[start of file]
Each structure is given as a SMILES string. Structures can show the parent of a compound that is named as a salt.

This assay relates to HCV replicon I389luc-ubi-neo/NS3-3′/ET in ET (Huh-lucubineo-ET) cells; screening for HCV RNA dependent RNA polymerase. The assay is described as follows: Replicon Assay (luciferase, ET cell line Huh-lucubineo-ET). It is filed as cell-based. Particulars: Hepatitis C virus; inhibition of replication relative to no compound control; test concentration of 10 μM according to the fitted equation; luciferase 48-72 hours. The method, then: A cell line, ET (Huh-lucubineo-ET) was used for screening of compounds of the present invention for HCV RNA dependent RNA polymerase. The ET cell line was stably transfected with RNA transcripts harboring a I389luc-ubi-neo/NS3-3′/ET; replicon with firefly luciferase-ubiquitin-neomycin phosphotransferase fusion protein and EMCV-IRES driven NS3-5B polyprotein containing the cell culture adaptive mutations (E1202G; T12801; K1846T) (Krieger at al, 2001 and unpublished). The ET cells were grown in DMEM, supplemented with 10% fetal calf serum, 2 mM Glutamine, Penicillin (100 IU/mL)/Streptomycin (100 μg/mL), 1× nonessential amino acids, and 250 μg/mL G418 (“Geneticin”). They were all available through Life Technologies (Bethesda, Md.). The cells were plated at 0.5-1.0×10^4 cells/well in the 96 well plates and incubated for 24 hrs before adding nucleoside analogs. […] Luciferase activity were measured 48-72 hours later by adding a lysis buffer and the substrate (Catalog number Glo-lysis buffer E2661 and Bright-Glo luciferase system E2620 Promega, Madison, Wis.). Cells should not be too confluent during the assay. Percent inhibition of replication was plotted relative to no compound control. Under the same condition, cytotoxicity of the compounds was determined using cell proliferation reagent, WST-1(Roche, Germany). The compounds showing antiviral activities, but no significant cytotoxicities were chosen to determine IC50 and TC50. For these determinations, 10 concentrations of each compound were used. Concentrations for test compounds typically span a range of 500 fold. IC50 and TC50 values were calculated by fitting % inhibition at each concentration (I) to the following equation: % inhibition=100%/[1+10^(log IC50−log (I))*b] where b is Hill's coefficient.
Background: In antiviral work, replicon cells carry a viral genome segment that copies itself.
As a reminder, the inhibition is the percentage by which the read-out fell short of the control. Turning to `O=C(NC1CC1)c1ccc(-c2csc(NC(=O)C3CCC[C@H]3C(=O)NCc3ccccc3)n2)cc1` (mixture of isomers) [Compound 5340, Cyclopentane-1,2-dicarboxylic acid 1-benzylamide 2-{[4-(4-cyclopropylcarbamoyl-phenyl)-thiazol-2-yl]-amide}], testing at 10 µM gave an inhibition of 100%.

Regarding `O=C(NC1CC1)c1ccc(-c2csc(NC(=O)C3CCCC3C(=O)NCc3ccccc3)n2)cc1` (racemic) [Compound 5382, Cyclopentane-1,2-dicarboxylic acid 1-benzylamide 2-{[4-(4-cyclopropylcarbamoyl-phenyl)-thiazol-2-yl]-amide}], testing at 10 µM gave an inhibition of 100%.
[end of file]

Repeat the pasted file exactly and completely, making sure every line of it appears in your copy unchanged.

Each structure is given as a SMILES string. Structures can show the parent of a compound that is named as a salt.

This assay relates to HCV replicon I389luc-ubi-neo/NS3-3′/ET in ET (Huh-lucubineo-ET) cells; screening for HCV RNA dependent RNA polymerase. The assay is described as follows: Replicon Assay (luciferase, ET cell line Huh-lucubineo-ET). It is filed as cell-based. Particulars: Hepatitis C virus; inhibition of replication relative to no compound control; test concentration of 10 μM according to the fitted equation; luciferase 48-72 hours. The method, then: A cell line, ET (Huh-lucubineo-ET) was used for screening of compounds of the present invention for HCV RNA dependent RNA polymerase. The ET cell line was stably transfected with RNA transcripts harboring a I389luc-ubi-neo/NS3-3′/ET; replicon with firefly luciferase-ubiquitin-neomycin phosphotransferase fusion protein and EMCV-IRES driven NS3-5B polyprotein containing the cell culture adaptive mutations (E1202G; T12801; K1846T) (Krieger at al, 2001 and unpublished). The ET cells were grown in DMEM, supplemented with 10% fetal calf serum, 2 mM Glutamine, Penicillin (100 IU/mL)/Streptomycin (100 μg/mL), 1× nonessential amino acids, and 250 μg/mL G418 (“Geneticin”). They were all available through Life Technologies (Bethesda, Md.). The cells were plated at 0.5-1.0×10^4 cells/well in the 96 well plates and incubated for 24 hrs before adding nucleoside analogs. […] Luciferase activity were measured 48-72 hours later by adding a lysis buffer and the substrate (Catalog number Glo-lysis buffer E2661 and Bright-Glo luciferase system E2620 Promega, Madison, Wis.). Cells should not be too confluent during the assay. Percent inhibition of replication was plotted relative to no compound control. Under the same condition, cytotoxicity of the compounds was determined using cell proliferation reagent, WST-1(Roche, Germany). The compounds showing antiviral activities, but no significant cytotoxicities were chosen to determine IC50 and TC50. For these determinations, 10 concentrations of each compound were used. Concentrations for test compounds typically span a range of 500 fold. IC50 and TC50 values were calculated by fitting % inhibition at each concentration (I) to the following equation: % inhibition=100%/[1+10^(log IC50−log (I))*b] where b is Hill's coefficient.
Background: In antiviral work, replicon cells carry a viral genome segment that copies itself.
As a reminder, the inhibition is the percentage by which the read-out fell short of the control. Turning to `O=C(NC1CC1)c1ccc(-c2csc(NC(=O)C3CCC[C@H]3C(=O)NCc3ccccc3)n2)cc1` (mixture of isomers) [Compound 5340, Cyclopentane-1,2-dicarboxylic acid 1-benzylamide 2-{[4-(4-cyclopropylcarbamoyl-phenyl)-thiazol-2-yl]-amide}], testing at 10 µM gave an inhibition of 100%.

Regarding `O=C(NC1CC1)c1ccc(-c2csc(NC(=O)C3CCCC3C(=O)NCc3ccccc3)n2)cc1` (racemic) [Compound 5382, Cyclopentane-1,2-dicarboxylic acid 1-benzylamide 2-{[4-(4-cyclopropylcarbamoyl-phenyl)-thiazol-2-yl]-amide}], testing at 10 µM gave an inhibition of 100%.